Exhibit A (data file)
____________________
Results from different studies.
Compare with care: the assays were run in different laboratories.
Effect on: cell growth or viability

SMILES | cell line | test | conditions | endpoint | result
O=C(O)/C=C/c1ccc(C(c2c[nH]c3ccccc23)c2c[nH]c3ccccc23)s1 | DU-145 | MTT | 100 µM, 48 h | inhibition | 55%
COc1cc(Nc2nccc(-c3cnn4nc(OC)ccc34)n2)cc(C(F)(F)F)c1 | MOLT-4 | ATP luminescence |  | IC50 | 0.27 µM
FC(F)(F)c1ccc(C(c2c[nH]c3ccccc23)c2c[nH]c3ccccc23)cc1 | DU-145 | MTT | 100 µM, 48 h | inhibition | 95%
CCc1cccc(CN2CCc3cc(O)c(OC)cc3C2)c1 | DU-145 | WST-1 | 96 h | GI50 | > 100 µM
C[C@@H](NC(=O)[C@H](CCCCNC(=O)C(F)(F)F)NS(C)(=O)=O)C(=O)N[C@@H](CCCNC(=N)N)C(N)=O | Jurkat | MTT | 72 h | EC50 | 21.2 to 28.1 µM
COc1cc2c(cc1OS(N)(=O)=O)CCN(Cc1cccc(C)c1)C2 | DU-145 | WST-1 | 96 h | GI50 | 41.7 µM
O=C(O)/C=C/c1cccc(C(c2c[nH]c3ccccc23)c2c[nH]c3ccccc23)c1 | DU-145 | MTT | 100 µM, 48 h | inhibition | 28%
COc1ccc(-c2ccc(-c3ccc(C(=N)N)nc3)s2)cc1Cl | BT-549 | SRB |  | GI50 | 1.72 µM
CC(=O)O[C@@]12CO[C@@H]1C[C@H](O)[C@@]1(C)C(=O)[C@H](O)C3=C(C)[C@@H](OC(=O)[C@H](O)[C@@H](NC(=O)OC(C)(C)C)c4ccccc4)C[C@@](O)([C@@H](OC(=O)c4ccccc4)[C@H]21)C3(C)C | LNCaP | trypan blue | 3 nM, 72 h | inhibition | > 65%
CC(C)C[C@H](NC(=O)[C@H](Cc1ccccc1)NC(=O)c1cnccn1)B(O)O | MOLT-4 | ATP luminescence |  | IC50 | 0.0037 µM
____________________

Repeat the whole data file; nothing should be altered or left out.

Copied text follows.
Results from different studies.
Compare with care: the assays were run in different laboratories.
Effect on: cell growth or viability

SMILES | cell line | test | conditions | endpoint | result
O=C(O)/C=C/c1ccc(C(c2c[nH]c3ccccc23)c2c[nH]c3ccccc23)s1 | DU-145 | MTT | 100 µM, 48 h | inhibition | 55%
COc1cc(Nc2nccc(-c3cnn4nc(OC)ccc34)n2)cc(C(F)(F)F)c1 | MOLT-4 | ATP luminescence |  | IC50 | 0.27 µM
FC(F)(F)c1ccc(C(c2c[nH]c3ccccc23)c2c[nH]c3ccccc23)cc1 | DU-145 | MTT | 100 µM, 48 h | inhibition | 95%
CCc1cccc(CN2CCc3cc(O)c(OC)cc3C2)c1 | DU-145 | WST-1 | 96 h | GI50 | > 100 µM
C[C@@H](NC(=O)[C@H](CCCCNC(=O)C(F)(F)F)NS(C)(=O)=O)C(=O)N[C@@H](CCCNC(=N)N)C(N)=O | Jurkat | MTT | 72 h | EC50 | 21.2 to 28.1 µM
COc1cc2c(cc1OS(N)(=O)=O)CCN(Cc1cccc(C)c1)C2 | DU-145 | WST-1 | 96 h | GI50 | 41.7 µM
O=C(O)/C=C/c1cccc(C(c2c[nH]c3ccccc23)c2c[nH]c3ccccc23)c1 | DU-145 | MTT | 100 µM, 48 h | inhibition | 28%
COc1ccc(-c2ccc(-c3ccc(C(=N)N)nc3)s2)cc1Cl | BT-549 | SRB |  | GI50 | 1.72 µM
CC(=O)O[C@@]12CO[C@@H]1C[C@H](O)[C@@]1(C)C(=O)[C@H](O)C3=C(C)[C@@H](OC(=O)[C@H](O)[C@@H](NC(=O)OC(C)(C)C)c4ccccc4)C[C@@](O)([C@@H](OC(=O)c4ccccc4)[C@H]21)C3(C)C | LNCaP | trypan blue | 3 nM, 72 h | inhibition | > 65%
CC(C)C[C@H](NC(=O)[C@H](Cc1ccccc1)NC(=O)c1cnccn1)B(O)O | MOLT-4 | ATP luminescence |  | IC50 | 0.0037 µM